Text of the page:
Perseverance has a suite of instruments that will examine all these formations in detail, down to the microscopic level.
Why is Jezero Crater so interesting?
Forty-five-km-wide Jezero is named after a town in Bosnia-Herzegovina. In some Slavic languages the word "jezero" also means "lake" - which should explain the fascination.
Jezero displays multiple rock types, including clays and carbonates, that have the potential to preserve the type of organic molecules that would hint at life's bygone existence.
Particularly enticing is the "bathtub ring" of sediments laid down at what would have been the ancient lake's shoreline. It's here that Perseverance could find what on Earth are called stromatolites.
"In some lakes you can get microbial mats and carbonates interacting to form these big structures, these large layered mounds," explained science team-member Dr Briony Horgan from Purdue University in West Lafayette, Indiana.
"If we see anything like that kind of structure in Jezero, we'll be making a beeline straight for it because that could be the holy grail of Mars astrobiology," she told BBC News.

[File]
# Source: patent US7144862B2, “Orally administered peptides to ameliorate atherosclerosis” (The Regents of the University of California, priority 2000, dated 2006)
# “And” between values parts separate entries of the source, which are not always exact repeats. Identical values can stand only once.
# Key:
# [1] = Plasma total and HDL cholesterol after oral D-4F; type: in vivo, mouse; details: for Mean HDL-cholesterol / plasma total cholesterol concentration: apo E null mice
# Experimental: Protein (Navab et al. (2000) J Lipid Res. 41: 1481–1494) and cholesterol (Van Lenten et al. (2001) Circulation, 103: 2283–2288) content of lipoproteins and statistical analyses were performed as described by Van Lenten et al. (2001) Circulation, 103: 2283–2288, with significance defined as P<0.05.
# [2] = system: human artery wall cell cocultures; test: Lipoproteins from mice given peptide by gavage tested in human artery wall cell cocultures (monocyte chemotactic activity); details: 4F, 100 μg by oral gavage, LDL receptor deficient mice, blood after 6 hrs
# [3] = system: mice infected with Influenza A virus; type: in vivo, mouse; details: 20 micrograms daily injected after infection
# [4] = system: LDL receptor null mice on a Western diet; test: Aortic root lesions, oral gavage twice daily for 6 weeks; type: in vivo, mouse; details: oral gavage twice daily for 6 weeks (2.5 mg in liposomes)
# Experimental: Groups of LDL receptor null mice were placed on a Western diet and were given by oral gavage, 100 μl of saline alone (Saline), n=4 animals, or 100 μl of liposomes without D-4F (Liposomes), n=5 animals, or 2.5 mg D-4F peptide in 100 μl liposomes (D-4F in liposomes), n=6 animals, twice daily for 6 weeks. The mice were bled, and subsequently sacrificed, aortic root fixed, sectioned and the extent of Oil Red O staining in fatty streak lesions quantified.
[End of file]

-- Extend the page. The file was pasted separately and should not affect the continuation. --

Perseverance's most interesting rock finds will be packaged into small tubes to be left on the surface.
Nasa and the European Space Agency (Esa) have devised a multi-billion-dollar plan to go fetch these cylinders towards the end of the decade.
It will be a complex endeavour involving a second rover, a Mars rocket and a huge satellite to ship the Jezero materials home.
Returning samples is the logical - and necessary - next step in Mars exploration.
Even if Perseverance discovers something that looks like a bio-signature, the evidence is almost certain to be contested - as claims for ancient life's traces here on Earth usually are.
Bringing rocks back for further, more sophisticated analysis is therefore likely to be the only way any arguments about past biology on the Red Planet will be settled.